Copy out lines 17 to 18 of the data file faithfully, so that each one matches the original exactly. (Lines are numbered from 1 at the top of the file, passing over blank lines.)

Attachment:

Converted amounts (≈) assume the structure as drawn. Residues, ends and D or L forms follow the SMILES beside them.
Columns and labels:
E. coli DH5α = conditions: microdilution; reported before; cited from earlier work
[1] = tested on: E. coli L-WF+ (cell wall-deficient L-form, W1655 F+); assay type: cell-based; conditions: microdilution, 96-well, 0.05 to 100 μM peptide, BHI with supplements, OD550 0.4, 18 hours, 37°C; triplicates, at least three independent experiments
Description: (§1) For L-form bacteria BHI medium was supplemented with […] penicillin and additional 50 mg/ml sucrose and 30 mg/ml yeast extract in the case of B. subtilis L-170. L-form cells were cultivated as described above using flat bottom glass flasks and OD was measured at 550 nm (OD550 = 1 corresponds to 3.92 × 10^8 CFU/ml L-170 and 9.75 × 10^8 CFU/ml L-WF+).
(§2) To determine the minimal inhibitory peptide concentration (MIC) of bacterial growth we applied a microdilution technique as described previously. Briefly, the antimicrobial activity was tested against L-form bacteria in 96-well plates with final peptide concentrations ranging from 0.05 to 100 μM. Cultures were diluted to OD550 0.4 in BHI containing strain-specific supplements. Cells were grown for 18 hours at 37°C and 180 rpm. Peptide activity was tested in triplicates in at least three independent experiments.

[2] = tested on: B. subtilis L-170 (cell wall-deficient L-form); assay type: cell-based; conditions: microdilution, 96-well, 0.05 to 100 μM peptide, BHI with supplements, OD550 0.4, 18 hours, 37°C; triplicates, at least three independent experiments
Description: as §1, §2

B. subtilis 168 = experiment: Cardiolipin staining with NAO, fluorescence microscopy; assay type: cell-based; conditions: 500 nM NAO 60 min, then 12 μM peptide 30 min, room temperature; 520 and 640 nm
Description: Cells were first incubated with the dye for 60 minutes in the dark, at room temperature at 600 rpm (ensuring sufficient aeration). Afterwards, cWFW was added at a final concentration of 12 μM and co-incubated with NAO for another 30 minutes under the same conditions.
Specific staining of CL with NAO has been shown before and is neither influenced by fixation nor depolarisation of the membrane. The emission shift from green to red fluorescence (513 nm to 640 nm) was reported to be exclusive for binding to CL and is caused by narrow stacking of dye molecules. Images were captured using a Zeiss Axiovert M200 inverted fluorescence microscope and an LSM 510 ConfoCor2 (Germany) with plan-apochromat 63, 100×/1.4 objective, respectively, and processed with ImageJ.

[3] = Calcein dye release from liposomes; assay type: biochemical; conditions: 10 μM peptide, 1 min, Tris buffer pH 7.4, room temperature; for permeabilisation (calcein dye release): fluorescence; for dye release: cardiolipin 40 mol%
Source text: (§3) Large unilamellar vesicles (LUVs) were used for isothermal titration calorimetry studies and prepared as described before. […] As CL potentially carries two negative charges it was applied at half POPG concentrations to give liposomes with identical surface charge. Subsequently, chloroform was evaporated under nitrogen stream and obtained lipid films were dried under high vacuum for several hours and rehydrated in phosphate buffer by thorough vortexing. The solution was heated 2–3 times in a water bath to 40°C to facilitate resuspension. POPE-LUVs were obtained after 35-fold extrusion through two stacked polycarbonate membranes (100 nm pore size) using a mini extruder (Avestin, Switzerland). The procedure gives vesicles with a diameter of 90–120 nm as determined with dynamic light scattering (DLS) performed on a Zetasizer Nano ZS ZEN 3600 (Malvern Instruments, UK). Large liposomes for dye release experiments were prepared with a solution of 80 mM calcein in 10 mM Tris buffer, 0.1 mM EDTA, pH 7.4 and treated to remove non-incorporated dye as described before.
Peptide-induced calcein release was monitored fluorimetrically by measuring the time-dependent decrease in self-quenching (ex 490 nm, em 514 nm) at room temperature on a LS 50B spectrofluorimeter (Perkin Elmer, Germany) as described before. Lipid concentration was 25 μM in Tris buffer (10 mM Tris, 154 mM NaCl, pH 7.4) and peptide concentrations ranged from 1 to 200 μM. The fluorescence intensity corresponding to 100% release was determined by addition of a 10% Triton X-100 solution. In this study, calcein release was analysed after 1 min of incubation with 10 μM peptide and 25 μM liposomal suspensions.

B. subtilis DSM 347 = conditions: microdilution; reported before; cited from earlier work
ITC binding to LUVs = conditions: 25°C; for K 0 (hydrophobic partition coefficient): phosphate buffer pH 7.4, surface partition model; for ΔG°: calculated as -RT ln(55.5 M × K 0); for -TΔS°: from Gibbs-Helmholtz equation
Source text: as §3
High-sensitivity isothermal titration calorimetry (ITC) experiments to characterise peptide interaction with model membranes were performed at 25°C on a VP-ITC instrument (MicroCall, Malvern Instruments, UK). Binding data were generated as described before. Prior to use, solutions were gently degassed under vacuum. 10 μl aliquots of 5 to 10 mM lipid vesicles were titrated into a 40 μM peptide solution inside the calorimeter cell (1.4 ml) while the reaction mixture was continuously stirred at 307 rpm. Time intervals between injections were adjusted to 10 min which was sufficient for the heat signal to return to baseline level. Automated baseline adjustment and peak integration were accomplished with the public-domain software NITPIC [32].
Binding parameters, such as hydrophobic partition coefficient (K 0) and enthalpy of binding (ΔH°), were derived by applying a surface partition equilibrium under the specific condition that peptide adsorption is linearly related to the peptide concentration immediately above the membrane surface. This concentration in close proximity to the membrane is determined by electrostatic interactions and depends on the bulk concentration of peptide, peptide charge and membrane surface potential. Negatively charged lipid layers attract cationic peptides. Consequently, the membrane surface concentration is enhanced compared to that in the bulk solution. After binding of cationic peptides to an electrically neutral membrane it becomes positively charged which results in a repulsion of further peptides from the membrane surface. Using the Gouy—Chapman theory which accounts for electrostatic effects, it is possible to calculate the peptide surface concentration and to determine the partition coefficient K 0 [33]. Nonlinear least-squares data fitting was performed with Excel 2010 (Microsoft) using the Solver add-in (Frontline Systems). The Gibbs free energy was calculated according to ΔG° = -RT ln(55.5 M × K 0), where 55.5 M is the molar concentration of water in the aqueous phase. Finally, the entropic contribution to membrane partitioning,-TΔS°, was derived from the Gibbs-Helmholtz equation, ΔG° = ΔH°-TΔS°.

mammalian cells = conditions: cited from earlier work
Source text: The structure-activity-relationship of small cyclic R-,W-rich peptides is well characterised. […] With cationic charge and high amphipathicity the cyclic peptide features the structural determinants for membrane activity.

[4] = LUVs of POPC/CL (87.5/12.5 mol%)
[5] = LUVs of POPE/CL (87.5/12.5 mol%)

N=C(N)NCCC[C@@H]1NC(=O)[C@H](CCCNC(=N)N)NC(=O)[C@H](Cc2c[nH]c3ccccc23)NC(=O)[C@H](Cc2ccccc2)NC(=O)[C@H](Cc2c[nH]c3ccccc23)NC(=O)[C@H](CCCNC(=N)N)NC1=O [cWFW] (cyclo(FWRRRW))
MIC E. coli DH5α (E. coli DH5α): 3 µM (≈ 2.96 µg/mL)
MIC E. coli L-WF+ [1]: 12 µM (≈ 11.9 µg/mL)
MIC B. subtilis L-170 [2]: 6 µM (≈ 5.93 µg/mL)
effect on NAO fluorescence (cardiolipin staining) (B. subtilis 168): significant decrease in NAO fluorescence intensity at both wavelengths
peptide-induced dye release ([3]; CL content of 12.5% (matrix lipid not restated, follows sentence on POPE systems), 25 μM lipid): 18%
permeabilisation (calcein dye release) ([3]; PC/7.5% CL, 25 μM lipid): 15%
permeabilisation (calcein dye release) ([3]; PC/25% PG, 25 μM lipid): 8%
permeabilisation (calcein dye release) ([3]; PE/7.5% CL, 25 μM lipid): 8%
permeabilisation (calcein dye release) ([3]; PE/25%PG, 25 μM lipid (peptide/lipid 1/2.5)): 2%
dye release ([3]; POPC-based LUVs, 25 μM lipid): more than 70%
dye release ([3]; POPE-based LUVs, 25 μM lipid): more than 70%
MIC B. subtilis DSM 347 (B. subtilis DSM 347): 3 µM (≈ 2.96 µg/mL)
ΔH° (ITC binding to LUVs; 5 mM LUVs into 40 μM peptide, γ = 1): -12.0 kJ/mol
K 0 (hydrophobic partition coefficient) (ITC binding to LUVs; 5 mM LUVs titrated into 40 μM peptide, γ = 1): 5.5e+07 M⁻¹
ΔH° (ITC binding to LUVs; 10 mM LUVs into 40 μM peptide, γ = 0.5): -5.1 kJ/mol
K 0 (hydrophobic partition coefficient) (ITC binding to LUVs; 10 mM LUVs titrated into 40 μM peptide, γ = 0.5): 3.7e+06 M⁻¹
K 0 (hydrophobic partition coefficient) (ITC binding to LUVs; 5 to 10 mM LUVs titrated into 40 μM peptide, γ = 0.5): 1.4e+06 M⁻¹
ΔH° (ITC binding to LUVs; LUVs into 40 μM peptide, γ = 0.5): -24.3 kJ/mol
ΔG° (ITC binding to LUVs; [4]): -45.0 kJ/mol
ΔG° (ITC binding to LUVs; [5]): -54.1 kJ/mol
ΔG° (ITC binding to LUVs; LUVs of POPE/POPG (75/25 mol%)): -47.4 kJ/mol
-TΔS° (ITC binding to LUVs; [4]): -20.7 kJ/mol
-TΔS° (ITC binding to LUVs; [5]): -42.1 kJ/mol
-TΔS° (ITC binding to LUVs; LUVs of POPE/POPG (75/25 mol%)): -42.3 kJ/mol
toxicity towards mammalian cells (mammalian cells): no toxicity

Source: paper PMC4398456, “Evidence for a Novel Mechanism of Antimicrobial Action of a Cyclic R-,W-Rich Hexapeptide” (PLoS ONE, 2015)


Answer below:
Source text: as §3
High-sensitivity isothermal titration calorimetry (ITC) experiments to characterise peptide interaction with model membranes were performed at 25°C on a VP-ITC instrument (MicroCall, Malvern Instruments, UK). Binding data were generated as described before. Prior to use, solutions were gently degassed under vacuum. 10 μl aliquots of 5 to 10 mM lipid vesicles were titrated into a 40 μM peptide solution inside the calorimeter cell (1.4 ml) while the reaction mixture was continuously stirred at 307 rpm. Time intervals between injections were adjusted to 10 min which was sufficient for the heat signal to return to baseline level. Automated baseline adjustment and peak integration were accomplished with the public-domain software NITPIC [32].